Smith Ranch discrimination complaint will move to next phase in state review process |

Smith Ranch discrimination complaint will move to next phase in state review process

No agreement made between complainant and town in conciliation

The Smith Ranch Neighborhood is pictured Sunday, Nov. 7, in Silverthorne. The state determined a local woman was wrongfully discriminated against because she is unable to meet the neighborhood’s work requirements due to her disability. The complaint will move on to the next step in the state review process after no agreement was made in conciliation.
Lindsey Toomer/Summit Daily News

A discrimination complaint against the town of Silverthorne will move onto the next step in the process after no agreement was made in conciliation.

A local woman who is on disability filed a complaint with the Colorado Civil Rights division after she was denied entry to the Smith Ranch housing lottery because she could not meet the work requirements.

The state determined there is probable cause that she was wrongfully discriminated against, leading to a conciliation meeting with the town and the complainant.

After holding a conciliation meeting that lasted several hours Wednesday, Nov. 10, the town and the complainant were not able to reach an agreement.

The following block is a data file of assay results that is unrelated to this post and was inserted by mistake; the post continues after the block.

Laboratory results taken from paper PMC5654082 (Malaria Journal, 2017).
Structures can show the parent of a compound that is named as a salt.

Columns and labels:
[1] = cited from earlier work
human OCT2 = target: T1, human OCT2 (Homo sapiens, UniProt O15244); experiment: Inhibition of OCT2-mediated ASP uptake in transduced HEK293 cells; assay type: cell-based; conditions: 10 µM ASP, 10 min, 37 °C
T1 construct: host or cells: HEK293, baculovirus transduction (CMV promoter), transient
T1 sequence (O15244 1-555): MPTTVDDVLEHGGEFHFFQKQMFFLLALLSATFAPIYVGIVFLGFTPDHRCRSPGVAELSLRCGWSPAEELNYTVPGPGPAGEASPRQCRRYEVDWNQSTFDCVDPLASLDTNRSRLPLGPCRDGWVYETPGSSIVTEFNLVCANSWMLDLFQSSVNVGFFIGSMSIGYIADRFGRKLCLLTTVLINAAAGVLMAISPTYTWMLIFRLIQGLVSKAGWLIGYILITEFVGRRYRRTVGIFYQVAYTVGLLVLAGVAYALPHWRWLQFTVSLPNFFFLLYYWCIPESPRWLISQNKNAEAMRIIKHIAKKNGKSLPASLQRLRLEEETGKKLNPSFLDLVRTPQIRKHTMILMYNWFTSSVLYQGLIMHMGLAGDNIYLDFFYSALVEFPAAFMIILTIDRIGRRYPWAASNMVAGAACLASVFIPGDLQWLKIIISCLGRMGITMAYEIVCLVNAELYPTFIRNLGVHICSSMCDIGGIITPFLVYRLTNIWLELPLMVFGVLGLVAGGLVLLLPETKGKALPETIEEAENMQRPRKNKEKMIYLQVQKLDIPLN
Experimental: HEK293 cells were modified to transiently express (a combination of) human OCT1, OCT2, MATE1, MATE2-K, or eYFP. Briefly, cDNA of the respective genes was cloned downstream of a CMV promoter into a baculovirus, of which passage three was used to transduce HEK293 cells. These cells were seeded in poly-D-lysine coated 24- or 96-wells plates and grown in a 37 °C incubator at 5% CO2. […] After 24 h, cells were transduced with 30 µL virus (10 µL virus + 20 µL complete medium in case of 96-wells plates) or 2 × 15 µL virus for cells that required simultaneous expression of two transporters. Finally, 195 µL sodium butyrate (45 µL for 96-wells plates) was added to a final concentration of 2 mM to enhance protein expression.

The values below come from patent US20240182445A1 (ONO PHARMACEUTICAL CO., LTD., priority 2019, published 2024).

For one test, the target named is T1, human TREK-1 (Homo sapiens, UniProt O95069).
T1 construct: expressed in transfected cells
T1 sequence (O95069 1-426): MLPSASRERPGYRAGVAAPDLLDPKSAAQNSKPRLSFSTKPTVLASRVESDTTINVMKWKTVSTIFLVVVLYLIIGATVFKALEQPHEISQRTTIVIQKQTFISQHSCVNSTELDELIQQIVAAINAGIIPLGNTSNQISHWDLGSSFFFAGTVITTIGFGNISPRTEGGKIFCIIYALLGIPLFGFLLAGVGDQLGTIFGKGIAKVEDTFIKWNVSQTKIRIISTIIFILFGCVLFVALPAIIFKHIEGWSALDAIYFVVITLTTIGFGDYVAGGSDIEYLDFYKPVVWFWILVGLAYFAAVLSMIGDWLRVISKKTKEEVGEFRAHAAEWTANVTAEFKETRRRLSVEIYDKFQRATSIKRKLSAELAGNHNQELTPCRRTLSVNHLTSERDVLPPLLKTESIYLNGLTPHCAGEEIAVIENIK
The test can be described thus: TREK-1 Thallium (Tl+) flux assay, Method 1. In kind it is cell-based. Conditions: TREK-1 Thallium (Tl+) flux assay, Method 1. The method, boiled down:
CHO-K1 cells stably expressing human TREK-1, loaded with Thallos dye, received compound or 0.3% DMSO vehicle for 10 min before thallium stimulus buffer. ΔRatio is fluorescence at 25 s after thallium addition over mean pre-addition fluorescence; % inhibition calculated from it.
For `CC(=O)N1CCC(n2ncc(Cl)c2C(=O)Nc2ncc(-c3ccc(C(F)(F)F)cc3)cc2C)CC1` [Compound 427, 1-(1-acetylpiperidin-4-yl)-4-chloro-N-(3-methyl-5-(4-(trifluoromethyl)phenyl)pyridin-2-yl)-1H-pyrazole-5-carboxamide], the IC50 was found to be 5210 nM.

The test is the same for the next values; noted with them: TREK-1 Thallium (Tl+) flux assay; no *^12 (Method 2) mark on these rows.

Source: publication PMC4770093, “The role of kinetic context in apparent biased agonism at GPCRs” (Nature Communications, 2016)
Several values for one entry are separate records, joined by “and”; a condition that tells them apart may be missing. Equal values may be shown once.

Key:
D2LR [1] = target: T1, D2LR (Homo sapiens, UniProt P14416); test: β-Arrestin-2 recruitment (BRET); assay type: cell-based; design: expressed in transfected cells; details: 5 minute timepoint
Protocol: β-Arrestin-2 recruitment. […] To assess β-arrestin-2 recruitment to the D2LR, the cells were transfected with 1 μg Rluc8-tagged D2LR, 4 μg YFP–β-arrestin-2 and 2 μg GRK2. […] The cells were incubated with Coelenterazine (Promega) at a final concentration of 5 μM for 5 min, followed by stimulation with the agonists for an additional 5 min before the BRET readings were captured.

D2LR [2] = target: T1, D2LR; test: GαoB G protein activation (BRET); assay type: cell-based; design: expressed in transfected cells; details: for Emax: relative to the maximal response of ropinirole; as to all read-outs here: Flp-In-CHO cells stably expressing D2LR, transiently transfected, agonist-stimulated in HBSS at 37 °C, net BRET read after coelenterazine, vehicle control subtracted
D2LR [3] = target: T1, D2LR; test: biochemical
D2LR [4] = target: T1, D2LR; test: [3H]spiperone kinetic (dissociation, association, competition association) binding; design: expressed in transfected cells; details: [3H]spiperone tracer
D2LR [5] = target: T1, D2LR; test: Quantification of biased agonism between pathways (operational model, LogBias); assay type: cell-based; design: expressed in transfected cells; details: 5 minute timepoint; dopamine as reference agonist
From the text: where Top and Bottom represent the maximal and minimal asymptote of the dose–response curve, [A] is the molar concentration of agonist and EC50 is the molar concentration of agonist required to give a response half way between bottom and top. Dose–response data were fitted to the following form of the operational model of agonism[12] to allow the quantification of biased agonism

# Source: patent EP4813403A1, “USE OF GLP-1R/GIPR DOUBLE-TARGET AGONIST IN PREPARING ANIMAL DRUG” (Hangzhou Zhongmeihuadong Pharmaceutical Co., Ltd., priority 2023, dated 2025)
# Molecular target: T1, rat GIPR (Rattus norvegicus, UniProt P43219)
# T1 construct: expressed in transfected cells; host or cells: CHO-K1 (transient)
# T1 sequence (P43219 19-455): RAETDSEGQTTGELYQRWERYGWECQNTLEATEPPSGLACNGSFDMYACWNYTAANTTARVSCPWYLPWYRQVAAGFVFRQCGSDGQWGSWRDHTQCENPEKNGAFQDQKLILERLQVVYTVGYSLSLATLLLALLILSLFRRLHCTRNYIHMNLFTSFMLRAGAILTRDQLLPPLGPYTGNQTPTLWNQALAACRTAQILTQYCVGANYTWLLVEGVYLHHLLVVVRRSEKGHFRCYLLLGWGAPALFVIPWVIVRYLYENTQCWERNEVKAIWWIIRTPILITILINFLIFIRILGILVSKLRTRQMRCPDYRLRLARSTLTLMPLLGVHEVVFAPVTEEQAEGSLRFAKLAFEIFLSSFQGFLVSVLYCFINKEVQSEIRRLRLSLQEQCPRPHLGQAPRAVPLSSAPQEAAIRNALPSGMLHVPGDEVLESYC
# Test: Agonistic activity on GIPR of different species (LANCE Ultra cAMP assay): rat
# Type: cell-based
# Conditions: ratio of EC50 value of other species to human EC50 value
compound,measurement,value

Marie Falzone, who is advocating for the woman through her role as an independent living coordinator with the Northwest Colorado Center for Independence, said they didn’t have expectations going into conciliation since there is so much up in the air but that they were not happy with the results.

“The entire point of conciliation is to see if (she) and the town could come to something that was mutually agreeable,” Falzone said.

Falzone reiterated that the complainant isn’t pursuing the issue so that anyone can get into deed-restricted housing, rather so that accommodations will be made for locals who are unable to meet requirements due to a disability.

“This is for people that are here and are an active part of our community,” Falzone said. “That’s why she’s fighting. It’s not people from everywhere else. She’s been a community member since 2004.

“I’ve gotten calls from other people who’ve been denied. She’s not the only one.”

Jill Sarmo, a spokesperson for the Colorado Department of Regulatory Agencies, wrote in an email that if conciliation fails in a housing case, it goes to the Colorado Civil Rights Commission, a seven-member board appointed by the governor and confirmed by the state Senate. The commission sets a date for the case to be heard by an administrative law judge, and a representative of the Colorado Attorney General’s office will file a notice of hearing and complaint with the office of administrative courts.

Falzone said she expects the case to go to the commission at its Dec. 17 meeting.

Silverthorne Town Manager Ryan Hyland said since they were not able to come to an agreement and the state’s review process will continue, the town will hold further comment until the matter is resolved. Executive Director of the Summit Combined Housing Authority Rob Murphy said the organization will continue working with the town and the state throughout the process.

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